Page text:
==> This weekend, I was reading Nature’s latest issue, on the world’s water problems. I learned just now that Saturday was “World Water Day”, so that probably explains the timing of the issue. I also found it an interesting timing to encounter this, since I’ve recently talked with several friends about rising water challenges. Several of the Nature articles cite large figures for water, figures that I had no direct way to relate to. So I decided to measure my average water use. I figured I would learn more about how I use resources that I normally take for granted, and to get familiar with larger quantities of water that nation- and Earth-level reports refer to.
My objective was to estimate my “direct” water usage. So I didn’t include major “indirect” uses of water, such as the amount of water I’ve “used” in purchasing food that required much water to generate. And I’m not including my use of electricity that is backed in part by nuclear-derived energy, which requires considerable amounts of water for cooling. (I’m looking forward to investigating these water uses in future posts)
So this was pretty straightforward. To get total volume of water used in a day, I had to get the volume flow rate of all my sources of water, multiplied by the duration I use each. I then accounted for activities that are daily, while others are only a few times a month (eg, doing the laundry), and then summed these. Below are the results.
I was most surprised to see how much using the bathroom and kitchen faucets, contributed to nearly half of my daily water consumption. I hadn’t thought about it much before, and had always assumed using the shower would dominate water use from faucets. (click for large version)
Some of my key assumptions / measurements:
- Shower once daily, 10 minutes, measured flow rate of 7.4 L/min (I used a stop-watch and the pitcher from our blender).
- Bathroom faucet – use 3 times daily for 3 minutes each (washing hands after work, shaving, washing face before bed), measured flow rate of 4.2 L/min
- Kitchen sink faucet – use 3 times daily for 3 minutes each (rinsing dishes, washing hands, rinsing dishes)
- Toilet – flush twice daily, manufacturer-specified flush volume of 6 L
- Clothes-washing machine – use once every 10 days, on medium setting. Estimated water volume used, by eyeballing water fill-height on medium cycle, and measuring the dimensions of the cylindrical compartment.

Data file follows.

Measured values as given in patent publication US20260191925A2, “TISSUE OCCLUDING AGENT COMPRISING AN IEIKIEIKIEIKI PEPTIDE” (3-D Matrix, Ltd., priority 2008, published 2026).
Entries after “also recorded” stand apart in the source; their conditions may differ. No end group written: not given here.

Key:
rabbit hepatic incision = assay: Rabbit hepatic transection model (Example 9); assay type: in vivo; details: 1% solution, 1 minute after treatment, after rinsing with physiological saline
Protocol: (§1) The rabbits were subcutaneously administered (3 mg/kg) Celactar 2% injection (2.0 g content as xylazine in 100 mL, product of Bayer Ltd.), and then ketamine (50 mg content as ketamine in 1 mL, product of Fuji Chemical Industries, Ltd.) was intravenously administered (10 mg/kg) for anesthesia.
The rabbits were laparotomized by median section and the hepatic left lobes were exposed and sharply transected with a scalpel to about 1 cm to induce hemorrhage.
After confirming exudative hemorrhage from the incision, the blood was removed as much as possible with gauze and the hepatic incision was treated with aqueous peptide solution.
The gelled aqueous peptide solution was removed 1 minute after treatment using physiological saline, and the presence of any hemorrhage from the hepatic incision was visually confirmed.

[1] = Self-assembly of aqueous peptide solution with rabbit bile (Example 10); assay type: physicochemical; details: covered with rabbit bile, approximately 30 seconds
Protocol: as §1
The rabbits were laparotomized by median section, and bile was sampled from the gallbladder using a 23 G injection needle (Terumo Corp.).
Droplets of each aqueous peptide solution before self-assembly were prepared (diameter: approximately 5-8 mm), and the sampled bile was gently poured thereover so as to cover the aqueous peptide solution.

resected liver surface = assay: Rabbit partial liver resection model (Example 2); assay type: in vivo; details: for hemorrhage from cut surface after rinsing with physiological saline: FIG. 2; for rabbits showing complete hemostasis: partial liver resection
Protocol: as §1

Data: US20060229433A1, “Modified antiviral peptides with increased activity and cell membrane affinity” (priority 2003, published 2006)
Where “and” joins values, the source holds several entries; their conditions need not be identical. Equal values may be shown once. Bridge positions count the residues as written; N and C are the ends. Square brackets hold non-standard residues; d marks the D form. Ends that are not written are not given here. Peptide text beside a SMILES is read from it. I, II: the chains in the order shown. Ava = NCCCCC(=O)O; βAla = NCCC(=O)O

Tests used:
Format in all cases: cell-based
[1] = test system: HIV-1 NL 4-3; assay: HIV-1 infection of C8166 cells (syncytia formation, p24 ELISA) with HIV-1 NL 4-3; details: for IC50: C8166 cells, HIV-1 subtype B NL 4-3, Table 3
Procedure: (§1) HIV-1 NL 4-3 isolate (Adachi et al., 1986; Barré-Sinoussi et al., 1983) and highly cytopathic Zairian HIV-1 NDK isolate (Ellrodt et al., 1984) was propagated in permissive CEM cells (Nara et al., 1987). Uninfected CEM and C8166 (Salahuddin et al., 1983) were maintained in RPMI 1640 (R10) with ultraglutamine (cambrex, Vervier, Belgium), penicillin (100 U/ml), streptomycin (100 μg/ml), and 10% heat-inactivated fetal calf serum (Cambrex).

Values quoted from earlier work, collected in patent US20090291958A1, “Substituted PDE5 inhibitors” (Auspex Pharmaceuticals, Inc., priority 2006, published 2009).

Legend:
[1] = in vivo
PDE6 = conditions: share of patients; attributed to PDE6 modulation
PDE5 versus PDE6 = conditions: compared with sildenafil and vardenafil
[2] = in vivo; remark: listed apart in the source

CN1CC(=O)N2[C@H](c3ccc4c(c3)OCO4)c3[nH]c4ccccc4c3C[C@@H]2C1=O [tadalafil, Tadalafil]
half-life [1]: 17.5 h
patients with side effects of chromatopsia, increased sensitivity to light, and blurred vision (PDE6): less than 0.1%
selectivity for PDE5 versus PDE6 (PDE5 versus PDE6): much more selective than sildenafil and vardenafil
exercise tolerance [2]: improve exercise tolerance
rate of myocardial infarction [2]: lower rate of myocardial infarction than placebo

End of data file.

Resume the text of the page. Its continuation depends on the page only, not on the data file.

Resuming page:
- Dishwasher – use once every 5 days (assuming I’m living solo, since I’m calculating on a per-person basis), with estimated 10 gallons per run (38L; estimated as the upper range of average dishwasher water use, from the Soap and Detergent Association, 2000; interesting, short article on dishwasher history and water useage here)
- Kitchen sink (drinking water) — estimated 3 liters a day used for coffee, tea, and water.
When I multiply these volumes to get a yearly estimate, I calculate I directly use ~70,000 L of water, or 70 cubic meters. That seems low, given that the average person is expected to need 1,700 cubic meters of water annually, according to several of the Nature articles. So, assuming I didn’t make some buried arithmetical error, that means that most of the water I use is for food and energy. This seems likely, since, again according to statistics cited in the Nature articles, it requires 15,500 litres of water to produce 1 kilogram of industrial-quality beef. That’s approximately three 12-oz steaks. At a gross qualitative level, this seems to make sense, given the large amount of plant-derived animal feed that must be grown, in order to feed livestock.
But as with the daily-use numbers above, I don’t have enough of an intuitive understanding, to know whether 15,500 liters of water for 3 steaks seems reasonable or not. I’ll look forward to digging into that next :). I’m also wondering whether there are personal water-use measuring tools on the web, to help people learn about their water use, and at first googling I don’t see evidence of one…
Hold that, found one!